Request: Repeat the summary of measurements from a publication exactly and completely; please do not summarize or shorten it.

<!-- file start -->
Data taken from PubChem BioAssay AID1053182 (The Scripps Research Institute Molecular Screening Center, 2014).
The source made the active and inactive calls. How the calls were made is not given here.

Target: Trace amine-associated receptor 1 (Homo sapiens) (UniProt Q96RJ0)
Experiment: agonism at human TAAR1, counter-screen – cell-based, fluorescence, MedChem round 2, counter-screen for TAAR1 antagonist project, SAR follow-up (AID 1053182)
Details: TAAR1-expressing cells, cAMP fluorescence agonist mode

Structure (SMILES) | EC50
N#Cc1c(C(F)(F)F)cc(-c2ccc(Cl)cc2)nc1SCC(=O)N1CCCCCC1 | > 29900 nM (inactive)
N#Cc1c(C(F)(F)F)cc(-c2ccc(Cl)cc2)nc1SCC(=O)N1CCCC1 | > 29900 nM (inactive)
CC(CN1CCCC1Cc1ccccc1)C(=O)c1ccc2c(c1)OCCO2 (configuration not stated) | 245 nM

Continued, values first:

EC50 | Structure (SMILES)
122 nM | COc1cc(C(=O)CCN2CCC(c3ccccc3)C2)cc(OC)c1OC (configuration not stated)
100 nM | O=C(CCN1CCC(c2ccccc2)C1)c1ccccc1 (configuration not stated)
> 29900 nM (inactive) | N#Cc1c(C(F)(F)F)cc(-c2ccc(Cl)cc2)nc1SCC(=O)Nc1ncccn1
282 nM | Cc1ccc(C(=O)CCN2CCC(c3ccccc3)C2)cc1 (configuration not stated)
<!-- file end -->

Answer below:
Data taken from PubChem BioAssay AID1053182 (The Scripps Research Institute Molecular Screening Center, 2014).
The source made the active and inactive calls. How the calls were made is not given here.

Target: Trace amine-associated receptor 1 (Homo sapiens) (UniProt Q96RJ0)
Experiment: agonism at human TAAR1, counter-screen – cell-based, fluorescence, MedChem round 2, counter-screen for TAAR1 antagonist project, SAR follow-up (AID 1053182)
Details: TAAR1-expressing cells, cAMP fluorescence agonist mode

Structure (SMILES) | EC50
N#Cc1c(C(F)(F)F)cc(-c2ccc(Cl)cc2)nc1SCC(=O)N1CCCCCC1 | > 29900 nM (inactive)
N#Cc1c(C(F)(F)F)cc(-c2ccc(Cl)cc2)nc1SCC(=O)N1CCCC1 | > 29900 nM (inactive)
CC(CN1CCCC1Cc1ccccc1)C(=O)c1ccc2c(c1)OCCO2 (configuration not stated) | 245 nM

Continued, values first:

EC50 | Structure (SMILES)
122 nM | COc1cc(C(=O)CCN2CCC(c3ccccc3)C2)cc(OC)c1OC (configuration not stated)
100 nM | O=C(CCN1CCC(c2ccccc2)C1)c1ccccc1 (configuration not stated)
> 29900 nM (inactive) | N#Cc1c(C(F)(F)F)cc(-c2ccc(Cl)cc2)nc1SCC(=O)Nc1ncccn1
282 nM | Cc1ccc(C(=O)CCN2CCC(c3ccccc3)C2)cc1 (configuration not stated)